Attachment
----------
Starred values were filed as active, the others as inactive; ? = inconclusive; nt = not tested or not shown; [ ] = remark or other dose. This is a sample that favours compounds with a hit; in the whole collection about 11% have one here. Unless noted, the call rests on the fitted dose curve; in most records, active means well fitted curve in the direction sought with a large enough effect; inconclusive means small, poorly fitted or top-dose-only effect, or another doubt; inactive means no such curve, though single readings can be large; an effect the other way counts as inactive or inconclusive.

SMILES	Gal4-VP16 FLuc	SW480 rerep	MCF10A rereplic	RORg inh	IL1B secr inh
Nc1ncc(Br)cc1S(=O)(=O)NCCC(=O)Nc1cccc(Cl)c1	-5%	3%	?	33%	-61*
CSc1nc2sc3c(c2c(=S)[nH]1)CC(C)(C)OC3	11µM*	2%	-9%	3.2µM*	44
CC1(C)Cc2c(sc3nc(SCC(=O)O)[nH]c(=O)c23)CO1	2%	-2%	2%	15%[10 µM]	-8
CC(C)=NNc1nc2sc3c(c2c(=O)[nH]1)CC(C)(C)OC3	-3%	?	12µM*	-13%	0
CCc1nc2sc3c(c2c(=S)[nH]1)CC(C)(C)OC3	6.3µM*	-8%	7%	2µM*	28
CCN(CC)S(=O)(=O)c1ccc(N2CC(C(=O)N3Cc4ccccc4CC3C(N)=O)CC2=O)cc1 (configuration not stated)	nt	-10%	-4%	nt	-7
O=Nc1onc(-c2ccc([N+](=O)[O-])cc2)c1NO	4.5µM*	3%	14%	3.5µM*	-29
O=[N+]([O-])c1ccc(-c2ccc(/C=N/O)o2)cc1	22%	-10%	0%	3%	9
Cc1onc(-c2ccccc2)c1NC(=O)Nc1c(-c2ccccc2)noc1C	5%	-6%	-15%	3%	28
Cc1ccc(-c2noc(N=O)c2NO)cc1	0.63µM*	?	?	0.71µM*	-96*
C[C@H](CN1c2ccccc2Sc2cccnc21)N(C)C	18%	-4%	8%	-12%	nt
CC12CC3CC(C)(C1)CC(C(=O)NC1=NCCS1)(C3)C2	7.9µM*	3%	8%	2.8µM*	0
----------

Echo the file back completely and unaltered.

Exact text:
Starred values were filed as active, the others as inactive; ? = inconclusive; nt = not tested or not shown; [ ] = remark or other dose. This is a sample that favours compounds with a hit; in the whole collection about 11% have one here. Unless noted, the call rests on the fitted dose curve; in most records, active means well fitted curve in the direction sought with a large enough effect; inconclusive means small, poorly fitted or top-dose-only effect, or another doubt; inactive means no such curve, though single readings can be large; an effect the other way counts as inactive or inconclusive.

SMILES	Gal4-VP16 FLuc	SW480 rerep	MCF10A rereplic	RORg inh	IL1B secr inh
Nc1ncc(Br)cc1S(=O)(=O)NCCC(=O)Nc1cccc(Cl)c1	-5%	3%	?	33%	-61*
CSc1nc2sc3c(c2c(=S)[nH]1)CC(C)(C)OC3	11µM*	2%	-9%	3.2µM*	44
CC1(C)Cc2c(sc3nc(SCC(=O)O)[nH]c(=O)c23)CO1	2%	-2%	2%	15%[10 µM]	-8
CC(C)=NNc1nc2sc3c(c2c(=O)[nH]1)CC(C)(C)OC3	-3%	?	12µM*	-13%	0
CCc1nc2sc3c(c2c(=S)[nH]1)CC(C)(C)OC3	6.3µM*	-8%	7%	2µM*	28
CCN(CC)S(=O)(=O)c1ccc(N2CC(C(=O)N3Cc4ccccc4CC3C(N)=O)CC2=O)cc1 (configuration not stated)	nt	-10%	-4%	nt	-7
O=Nc1onc(-c2ccc([N+](=O)[O-])cc2)c1NO	4.5µM*	3%	14%	3.5µM*	-29
O=[N+]([O-])c1ccc(-c2ccc(/C=N/O)o2)cc1	22%	-10%	0%	3%	9
Cc1onc(-c2ccccc2)c1NC(=O)Nc1c(-c2ccccc2)noc1C	5%	-6%	-15%	3%	28
Cc1ccc(-c2noc(N=O)c2NO)cc1	0.63µM*	?	?	0.71µM*	-96*
C[C@H](CN1c2ccccc2Sc2cccnc21)N(C)C	18%	-4%	8%	-12%	nt
CC12CC3CC(C)(C1)CC(C(=O)NC1=NCCS1)(C3)C2	7.9µM*	3%	8%	2.8µM*	0